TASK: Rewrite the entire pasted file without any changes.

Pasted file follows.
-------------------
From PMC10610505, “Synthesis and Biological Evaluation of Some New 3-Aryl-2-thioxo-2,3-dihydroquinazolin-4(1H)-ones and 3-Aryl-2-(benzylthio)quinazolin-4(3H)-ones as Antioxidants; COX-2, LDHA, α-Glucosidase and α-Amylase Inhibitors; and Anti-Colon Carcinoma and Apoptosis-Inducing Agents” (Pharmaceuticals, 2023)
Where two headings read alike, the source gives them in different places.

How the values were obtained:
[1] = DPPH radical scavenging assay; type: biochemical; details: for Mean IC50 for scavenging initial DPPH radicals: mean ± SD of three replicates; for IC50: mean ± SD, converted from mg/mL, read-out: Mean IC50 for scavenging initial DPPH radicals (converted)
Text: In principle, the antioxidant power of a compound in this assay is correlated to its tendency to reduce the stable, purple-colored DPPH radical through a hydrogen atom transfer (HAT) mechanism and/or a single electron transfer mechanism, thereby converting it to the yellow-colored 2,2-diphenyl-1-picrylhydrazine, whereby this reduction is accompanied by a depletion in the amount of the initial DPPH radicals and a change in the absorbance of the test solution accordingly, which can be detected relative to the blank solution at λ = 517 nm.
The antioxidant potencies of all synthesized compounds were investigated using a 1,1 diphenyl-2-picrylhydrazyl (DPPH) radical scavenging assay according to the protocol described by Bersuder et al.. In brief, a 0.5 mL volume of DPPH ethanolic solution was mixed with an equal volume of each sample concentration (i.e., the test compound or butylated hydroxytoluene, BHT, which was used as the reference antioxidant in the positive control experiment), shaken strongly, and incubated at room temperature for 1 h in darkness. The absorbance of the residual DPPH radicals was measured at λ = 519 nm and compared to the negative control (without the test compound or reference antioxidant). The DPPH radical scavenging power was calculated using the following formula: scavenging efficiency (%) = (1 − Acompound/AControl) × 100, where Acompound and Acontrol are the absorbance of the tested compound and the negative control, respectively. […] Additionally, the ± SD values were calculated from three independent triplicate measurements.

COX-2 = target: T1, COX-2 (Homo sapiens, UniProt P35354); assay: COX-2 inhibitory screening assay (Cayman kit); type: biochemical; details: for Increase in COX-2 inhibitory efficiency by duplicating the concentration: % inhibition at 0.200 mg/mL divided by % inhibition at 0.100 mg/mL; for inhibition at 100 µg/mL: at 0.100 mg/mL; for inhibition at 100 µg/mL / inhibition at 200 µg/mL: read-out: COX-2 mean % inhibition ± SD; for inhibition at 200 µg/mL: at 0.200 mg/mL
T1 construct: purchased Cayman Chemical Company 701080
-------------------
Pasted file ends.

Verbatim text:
From PMC10610505, “Synthesis and Biological Evaluation of Some New 3-Aryl-2-thioxo-2,3-dihydroquinazolin-4(1H)-ones and 3-Aryl-2-(benzylthio)quinazolin-4(3H)-ones as Antioxidants; COX-2, LDHA, α-Glucosidase and α-Amylase Inhibitors; and Anti-Colon Carcinoma and Apoptosis-Inducing Agents” (Pharmaceuticals, 2023)
Where two headings read alike, the source gives them in different places.

How the values were obtained:
[1] = DPPH radical scavenging assay; type: biochemical; details: for Mean IC50 for scavenging initial DPPH radicals: mean ± SD of three replicates; for IC50: mean ± SD, converted from mg/mL, read-out: Mean IC50 for scavenging initial DPPH radicals (converted)
Text: In principle, the antioxidant power of a compound in this assay is correlated to its tendency to reduce the stable, purple-colored DPPH radical through a hydrogen atom transfer (HAT) mechanism and/or a single electron transfer mechanism, thereby converting it to the yellow-colored 2,2-diphenyl-1-picrylhydrazine, whereby this reduction is accompanied by a depletion in the amount of the initial DPPH radicals and a change in the absorbance of the test solution accordingly, which can be detected relative to the blank solution at λ = 517 nm.
The antioxidant potencies of all synthesized compounds were investigated using a 1,1 diphenyl-2-picrylhydrazyl (DPPH) radical scavenging assay according to the protocol described by Bersuder et al.. In brief, a 0.5 mL volume of DPPH ethanolic solution was mixed with an equal volume of each sample concentration (i.e., the test compound or butylated hydroxytoluene, BHT, which was used as the reference antioxidant in the positive control experiment), shaken strongly, and incubated at room temperature for 1 h in darkness. The absorbance of the residual DPPH radicals was measured at λ = 519 nm and compared to the negative control (without the test compound or reference antioxidant). The DPPH radical scavenging power was calculated using the following formula: scavenging efficiency (%) = (1 − Acompound/AControl) × 100, where Acompound and Acontrol are the absorbance of the tested compound and the negative control, respectively. […] Additionally, the ± SD values were calculated from three independent triplicate measurements.

COX-2 = target: T1, COX-2 (Homo sapiens, UniProt P35354); assay: COX-2 inhibitory screening assay (Cayman kit); type: biochemical; details: for Increase in COX-2 inhibitory efficiency by duplicating the concentration: % inhibition at 0.200 mg/mL divided by % inhibition at 0.100 mg/mL; for inhibition at 100 µg/mL: at 0.100 mg/mL; for inhibition at 100 µg/mL / inhibition at 200 µg/mL: read-out: COX-2 mean % inhibition ± SD; for inhibition at 200 µg/mL: at 0.200 mg/mL
T1 construct: purchased Cayman Chemical Company 701080